04 June 2008

Sticky Wikis

People seem to have wikis on the brain lately. Perhaps its holdover from the spring cleaning urge, but I too have been bitten by a wiki-bug of sorts. In an attempt to start organizing my family history information, I've been hard at work transforming some of the individuals in my family tree into pages in my own personal family Wiki. If you've ever visited Wikipedia (and most of us have), the you have at least some experience with the Wiki format... an easy to use robust site-functionality that allows for collaborative production, editing and content. Of course, in the case of Wikipedia, most of us have simply looked something up, read an article or two, then moved on. But for genealogists, a wiki can be so VERY much more.

Imagine, if you will, the possibilities of creating a family wiki and collaborating on information about individuals with other researchers. Being able to collaborate means that photos, family stories, etc. can all be collated into one page, at one place, providing an excellent means of documenting the lives and stories of your ancestors.

There are a number of routes you can take if you decide that you want to start a wiki on your family, and I will cover a few of them in this post.

Prefab Wikidom

* The website WeRelate is aiming to be a massive-user online Wiki, and if it achieves that goal, it could be a phenomenal resource. The possibilities of this site have been covered before by a number of blogs including Randy Seaver and Moultrie Creek, so I won't dwell too much on it except to say that I have poked around it and it definitely has the benefit of being quite easy to use once you get oriented. With a small ramp-up time for any user with basic wiki and 'net understanding, this could be just the wiki powerhouse you are looking for.

If the massive collaborative attraction of something like WeRelate strikes fear into your heart, but you still want to have the ease of a pre-fab wiki, there are a variety of online services (also called wiki farms) you can use.

* One of them is Zoho.com. Zoho provides a full-featured online wiki and is also very easy to use. Some of the things I like most about Zoho are the ease of registration (sign in using Yahoo and Gmail) and the interface, which tries to mimic traditional word processing software. I think this interface takes alot of the intimidation factor out of the creation of a wiki for some people. On the flip side, the interface is MUCH too graphical and roundabout for anyone used to working with wikis (e.g., creating a new wiki page requires clicking on a tab, naming a new page, etc., vs. the easy double-bracket method of a traditional wiki). For someone who wants a wiki feel without all the wiki learning curve, something like Zoho is great.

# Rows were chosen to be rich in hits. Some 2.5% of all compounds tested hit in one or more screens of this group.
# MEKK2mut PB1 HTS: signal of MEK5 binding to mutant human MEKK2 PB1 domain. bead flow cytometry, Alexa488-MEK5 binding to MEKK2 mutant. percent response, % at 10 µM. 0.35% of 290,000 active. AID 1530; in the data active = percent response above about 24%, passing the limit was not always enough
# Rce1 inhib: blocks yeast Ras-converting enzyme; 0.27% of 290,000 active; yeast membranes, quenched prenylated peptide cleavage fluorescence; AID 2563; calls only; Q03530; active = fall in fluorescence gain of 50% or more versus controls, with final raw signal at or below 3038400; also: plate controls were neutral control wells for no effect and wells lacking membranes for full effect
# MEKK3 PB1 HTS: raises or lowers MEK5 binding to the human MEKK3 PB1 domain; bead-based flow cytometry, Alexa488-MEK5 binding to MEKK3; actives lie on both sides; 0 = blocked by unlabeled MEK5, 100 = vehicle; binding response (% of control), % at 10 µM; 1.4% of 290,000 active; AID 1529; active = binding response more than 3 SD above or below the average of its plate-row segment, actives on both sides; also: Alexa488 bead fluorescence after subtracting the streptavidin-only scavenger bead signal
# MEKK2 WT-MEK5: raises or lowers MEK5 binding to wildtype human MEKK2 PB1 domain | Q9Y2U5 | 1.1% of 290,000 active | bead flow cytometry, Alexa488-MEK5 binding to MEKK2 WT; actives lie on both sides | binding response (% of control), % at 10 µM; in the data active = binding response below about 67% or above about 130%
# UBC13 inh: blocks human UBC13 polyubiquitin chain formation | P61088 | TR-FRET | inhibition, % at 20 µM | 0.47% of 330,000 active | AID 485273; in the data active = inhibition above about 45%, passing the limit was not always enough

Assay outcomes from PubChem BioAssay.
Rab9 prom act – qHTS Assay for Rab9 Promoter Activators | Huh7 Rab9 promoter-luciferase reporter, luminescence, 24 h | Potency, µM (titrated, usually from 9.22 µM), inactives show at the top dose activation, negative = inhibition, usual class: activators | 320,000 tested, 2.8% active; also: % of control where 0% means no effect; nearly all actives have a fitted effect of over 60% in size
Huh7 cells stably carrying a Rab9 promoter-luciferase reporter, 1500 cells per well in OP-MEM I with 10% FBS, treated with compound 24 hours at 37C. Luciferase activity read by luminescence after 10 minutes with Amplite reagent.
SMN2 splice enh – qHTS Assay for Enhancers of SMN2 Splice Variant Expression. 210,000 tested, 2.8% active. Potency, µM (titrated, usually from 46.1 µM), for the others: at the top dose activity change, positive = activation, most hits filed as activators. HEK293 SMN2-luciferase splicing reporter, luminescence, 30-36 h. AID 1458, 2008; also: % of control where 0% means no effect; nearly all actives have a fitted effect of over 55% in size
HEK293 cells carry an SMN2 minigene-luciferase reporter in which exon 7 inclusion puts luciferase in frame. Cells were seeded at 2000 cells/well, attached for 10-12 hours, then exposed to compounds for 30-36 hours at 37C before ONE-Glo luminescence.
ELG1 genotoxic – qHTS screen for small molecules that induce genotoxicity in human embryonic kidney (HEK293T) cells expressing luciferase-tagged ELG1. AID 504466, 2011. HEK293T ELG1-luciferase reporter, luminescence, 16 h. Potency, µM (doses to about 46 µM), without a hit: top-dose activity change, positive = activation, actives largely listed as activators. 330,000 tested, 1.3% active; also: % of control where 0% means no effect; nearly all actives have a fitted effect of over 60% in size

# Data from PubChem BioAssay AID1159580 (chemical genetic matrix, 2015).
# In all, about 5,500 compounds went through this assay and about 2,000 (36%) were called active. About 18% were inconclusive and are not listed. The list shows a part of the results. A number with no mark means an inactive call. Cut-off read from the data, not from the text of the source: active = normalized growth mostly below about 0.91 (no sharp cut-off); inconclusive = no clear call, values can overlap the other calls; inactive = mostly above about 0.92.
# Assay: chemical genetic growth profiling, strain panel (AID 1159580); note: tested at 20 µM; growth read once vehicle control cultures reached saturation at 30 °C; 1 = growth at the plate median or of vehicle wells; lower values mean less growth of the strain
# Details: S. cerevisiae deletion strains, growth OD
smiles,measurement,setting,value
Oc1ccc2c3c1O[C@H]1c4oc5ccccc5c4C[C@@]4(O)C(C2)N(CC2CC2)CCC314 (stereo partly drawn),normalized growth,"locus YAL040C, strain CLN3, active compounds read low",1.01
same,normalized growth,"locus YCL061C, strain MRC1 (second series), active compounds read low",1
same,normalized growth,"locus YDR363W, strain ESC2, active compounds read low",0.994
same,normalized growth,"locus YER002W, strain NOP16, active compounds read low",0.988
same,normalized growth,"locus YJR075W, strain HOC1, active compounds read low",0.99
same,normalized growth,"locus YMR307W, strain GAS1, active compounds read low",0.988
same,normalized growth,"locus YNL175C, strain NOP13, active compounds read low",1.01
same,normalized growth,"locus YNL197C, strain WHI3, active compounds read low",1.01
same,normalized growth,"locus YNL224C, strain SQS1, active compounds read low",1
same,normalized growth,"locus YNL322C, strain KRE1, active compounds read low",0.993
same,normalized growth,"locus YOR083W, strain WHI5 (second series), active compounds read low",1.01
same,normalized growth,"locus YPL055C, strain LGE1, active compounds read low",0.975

I have also used pbWiki, and loved it. PBwiki is essentially a next-step hosted wiki, which basically totally mimics the functionality of wiki-ware you would install on your own web hosted server.

Wikipedia has a great run-down of various wiki farms and their costs and popularity, as well as the all-important fact of whether or not they have ads displayed on users' wiki pages.

Going Solo

If you are a control-freak, or just like to geek around with software, you can go the route of installing your own wiki-ware on your web server. I went with Mediawiki, which is the free software wiki that was developed for Wikipedia, so you get absolutely full-functionality, and total control. All it requires is a willingness to learn some of the ins-and-outs of wikiware and some rudimentary comfort with PHP. What I love about going solo is that you can dictate the style, look and functionality of the wiki on absolutely every level, and I have found the software to be very user-friendly, not to mention there is a ton of documentation out there because of the popularity of the software.

You can see the work I have begun on one of my ancestor pages here.

You can see my major wiki, which I have created as a repository for online research links here.

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